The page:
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Opera Neon could quickly become my favorite browser

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Opera Neon could quickly become my favorite browser

Opera Neon is the newest browser from, you guessed it, Opera, and though it’s billed as a ‘concept’ browser of the future, it’s quickly becoming my favorite new browser, with one major caveat.

Why is another new browser interesting? Well, because it doesn’t look much like any of the other major browsers available today, and brings some genuinely useful new features to Windows users.

What can Opera Neon do?

Rather than providing the usual array of thumbnail tabs horizontally across the top of the display, they’re displayed down the right-hand side as visual thumbnails – this allows for larger images, and therefore less getting lost in your tabs (which is important to me particularly).

Also particularly useful is the ability to listen to music or watch videos playing in other tabs without navigating away from whatever you’re doing on your main one. To do this, you just need to start the song or video on your site of choice, and it’ll be automatically detected and popped into the left sidebar. From there, you can just listen along as normal (you can pause it from this sidebar too) or pop out a small thumbnail of a video over the top of the tab that you’re looking at. The feature is clearly still being fine-tuned, which means if you’re watching something where you care about frame rates, the popped out option isn’t going to work well for you at the moment.

Once you’ve popped a video out, you place it anywhere.

In that same left sidebar are a couple of other shortcuts too, which let you take a cropped screenshot of any area of the screen and then review it, and a separate section that shows you all the files you’ve downloaded with little thumbnails.

In listing the features, it doesn’t sound like much too special, but Opera’s delivered it in a way that feels both fresh and useful This feeling of ‘newness’ is helped by the new SpeedDial replacement, which sees your shortcuts arranged in a more planetary affair, and little graphical flourishes, like the animation when you delete a file from your downloads. Neon also mirrors your desktop wallpaper too, which is neat.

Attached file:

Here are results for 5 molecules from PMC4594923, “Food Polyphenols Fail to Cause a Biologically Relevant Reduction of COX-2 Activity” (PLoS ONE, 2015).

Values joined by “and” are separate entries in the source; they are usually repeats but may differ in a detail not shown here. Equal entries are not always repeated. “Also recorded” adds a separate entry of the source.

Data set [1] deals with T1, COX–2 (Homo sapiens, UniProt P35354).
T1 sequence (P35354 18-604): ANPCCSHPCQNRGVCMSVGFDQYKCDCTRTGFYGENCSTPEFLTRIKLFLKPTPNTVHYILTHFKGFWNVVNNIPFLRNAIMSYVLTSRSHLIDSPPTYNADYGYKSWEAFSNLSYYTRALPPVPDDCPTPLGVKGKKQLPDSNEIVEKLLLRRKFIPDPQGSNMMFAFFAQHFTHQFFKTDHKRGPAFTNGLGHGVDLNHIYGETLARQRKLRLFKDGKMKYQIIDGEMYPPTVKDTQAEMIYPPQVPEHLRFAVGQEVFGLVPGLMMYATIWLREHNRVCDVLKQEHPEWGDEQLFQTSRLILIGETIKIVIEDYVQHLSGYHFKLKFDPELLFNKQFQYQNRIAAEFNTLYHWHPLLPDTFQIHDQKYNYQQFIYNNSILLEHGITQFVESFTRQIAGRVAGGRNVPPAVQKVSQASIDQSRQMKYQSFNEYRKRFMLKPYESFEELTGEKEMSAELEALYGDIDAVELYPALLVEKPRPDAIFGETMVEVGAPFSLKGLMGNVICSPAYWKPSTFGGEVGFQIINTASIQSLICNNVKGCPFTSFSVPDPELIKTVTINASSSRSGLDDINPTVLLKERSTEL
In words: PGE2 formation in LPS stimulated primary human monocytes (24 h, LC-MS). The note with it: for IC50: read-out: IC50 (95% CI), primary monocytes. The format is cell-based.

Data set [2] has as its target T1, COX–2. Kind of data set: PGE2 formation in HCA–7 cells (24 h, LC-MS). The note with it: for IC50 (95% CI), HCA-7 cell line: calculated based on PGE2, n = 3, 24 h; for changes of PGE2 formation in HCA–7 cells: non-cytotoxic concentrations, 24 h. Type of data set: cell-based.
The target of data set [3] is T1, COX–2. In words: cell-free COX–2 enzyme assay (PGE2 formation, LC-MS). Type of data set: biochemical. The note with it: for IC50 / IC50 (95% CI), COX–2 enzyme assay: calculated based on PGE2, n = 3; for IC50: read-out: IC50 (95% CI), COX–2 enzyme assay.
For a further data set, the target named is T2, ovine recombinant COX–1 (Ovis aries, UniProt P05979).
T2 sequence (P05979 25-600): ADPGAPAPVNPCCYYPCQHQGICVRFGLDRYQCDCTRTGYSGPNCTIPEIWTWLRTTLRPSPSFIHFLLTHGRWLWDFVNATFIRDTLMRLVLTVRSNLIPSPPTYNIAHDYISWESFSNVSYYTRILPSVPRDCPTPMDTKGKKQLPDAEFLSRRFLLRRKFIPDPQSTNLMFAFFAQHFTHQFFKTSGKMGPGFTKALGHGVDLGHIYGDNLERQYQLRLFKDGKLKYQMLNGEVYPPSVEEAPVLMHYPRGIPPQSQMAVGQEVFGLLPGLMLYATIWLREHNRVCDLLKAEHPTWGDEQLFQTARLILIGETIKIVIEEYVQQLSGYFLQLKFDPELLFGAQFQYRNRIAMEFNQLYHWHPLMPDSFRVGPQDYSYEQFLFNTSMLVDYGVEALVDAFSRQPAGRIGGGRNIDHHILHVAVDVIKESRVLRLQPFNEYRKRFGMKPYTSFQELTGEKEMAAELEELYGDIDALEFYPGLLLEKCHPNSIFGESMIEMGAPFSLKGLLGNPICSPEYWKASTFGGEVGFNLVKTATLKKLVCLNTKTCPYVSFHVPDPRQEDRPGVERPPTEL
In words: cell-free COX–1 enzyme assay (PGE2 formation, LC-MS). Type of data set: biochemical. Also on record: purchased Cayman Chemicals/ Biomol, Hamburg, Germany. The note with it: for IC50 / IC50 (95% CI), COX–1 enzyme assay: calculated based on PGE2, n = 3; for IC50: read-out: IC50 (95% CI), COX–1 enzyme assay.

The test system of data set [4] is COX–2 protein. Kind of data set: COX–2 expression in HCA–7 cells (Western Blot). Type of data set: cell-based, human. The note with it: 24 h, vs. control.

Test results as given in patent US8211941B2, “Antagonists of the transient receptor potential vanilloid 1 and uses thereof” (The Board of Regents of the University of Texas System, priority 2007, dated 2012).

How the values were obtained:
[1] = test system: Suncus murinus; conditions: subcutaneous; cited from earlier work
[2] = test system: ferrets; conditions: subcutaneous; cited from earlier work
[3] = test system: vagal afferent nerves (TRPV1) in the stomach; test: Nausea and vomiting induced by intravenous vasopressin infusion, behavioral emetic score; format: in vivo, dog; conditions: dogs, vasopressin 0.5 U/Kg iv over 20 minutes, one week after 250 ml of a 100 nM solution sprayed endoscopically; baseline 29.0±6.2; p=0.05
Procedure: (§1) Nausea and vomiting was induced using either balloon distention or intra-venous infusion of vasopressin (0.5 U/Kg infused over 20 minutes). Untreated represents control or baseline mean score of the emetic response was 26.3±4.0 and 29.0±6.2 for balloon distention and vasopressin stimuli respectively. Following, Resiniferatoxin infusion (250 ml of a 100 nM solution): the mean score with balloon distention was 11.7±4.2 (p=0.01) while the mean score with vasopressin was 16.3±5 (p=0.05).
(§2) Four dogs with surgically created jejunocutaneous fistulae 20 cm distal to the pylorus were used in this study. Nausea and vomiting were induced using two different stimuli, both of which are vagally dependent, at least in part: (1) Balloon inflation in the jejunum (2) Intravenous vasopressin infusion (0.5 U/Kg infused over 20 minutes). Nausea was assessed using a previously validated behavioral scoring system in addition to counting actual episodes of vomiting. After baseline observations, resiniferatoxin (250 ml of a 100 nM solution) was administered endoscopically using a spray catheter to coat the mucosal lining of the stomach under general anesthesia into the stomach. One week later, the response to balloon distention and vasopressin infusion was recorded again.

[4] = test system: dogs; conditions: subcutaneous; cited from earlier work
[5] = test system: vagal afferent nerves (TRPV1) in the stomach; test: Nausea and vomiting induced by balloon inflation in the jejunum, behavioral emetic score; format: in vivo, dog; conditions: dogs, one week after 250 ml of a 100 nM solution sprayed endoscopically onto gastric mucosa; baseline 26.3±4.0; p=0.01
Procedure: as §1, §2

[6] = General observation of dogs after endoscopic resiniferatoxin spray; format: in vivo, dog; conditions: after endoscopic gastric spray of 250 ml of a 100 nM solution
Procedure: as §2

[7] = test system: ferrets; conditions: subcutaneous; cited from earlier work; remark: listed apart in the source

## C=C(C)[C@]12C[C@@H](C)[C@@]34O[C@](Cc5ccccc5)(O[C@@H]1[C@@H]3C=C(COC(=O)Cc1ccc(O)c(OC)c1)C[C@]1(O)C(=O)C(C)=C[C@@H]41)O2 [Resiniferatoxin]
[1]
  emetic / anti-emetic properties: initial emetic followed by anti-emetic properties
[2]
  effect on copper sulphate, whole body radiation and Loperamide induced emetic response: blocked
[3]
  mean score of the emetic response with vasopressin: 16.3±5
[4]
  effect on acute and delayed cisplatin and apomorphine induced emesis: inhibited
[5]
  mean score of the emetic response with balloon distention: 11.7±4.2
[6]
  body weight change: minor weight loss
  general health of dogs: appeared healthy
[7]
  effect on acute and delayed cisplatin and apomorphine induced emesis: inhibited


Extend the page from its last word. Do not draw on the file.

opera neon desktop background

Opera Neon open on the left, desktop on the right.

Adding new shortcuts to the home screen is as simple as dragging an open tab from the right sidebar. It’s a similar situation for images you’ve cropped or downloaded too – you just need to drag them from the left sidebar into the main window to open them in full screen. For people that want a task manager just for there browser, there’s even that too.

Now the caveat: Neon is a work in progress, and while it seems pretty stable and I can live with minor things like frame rate issues in the new video popout feature, it’s harder to live without the usual array of browser addons that you might have come to rely on. If you don’t have a set of extensions you consider essential in a browser, Opera Neon is well worth a look. It’s only for Windows users, though.

Opera Neon

I'm a tech journalist and editor with lots of opinions. 10second.tech is a place for me to put those. All views expressed are personal, and not those of any titles for which I write in other capacities. As well as running this site, I also write for WIRED, Engadget, Trusted Reviews, and a number of other leading technology titles. I also run SexTechGuide.com.You're welcome to contact me via [email protected] if you have news or anything else to pass along, on twitter at @10sectech or @TheNextWoodsTech startup founders that need media advice or PRs and brands that need content strategy advice should visit benwoodsish.com.

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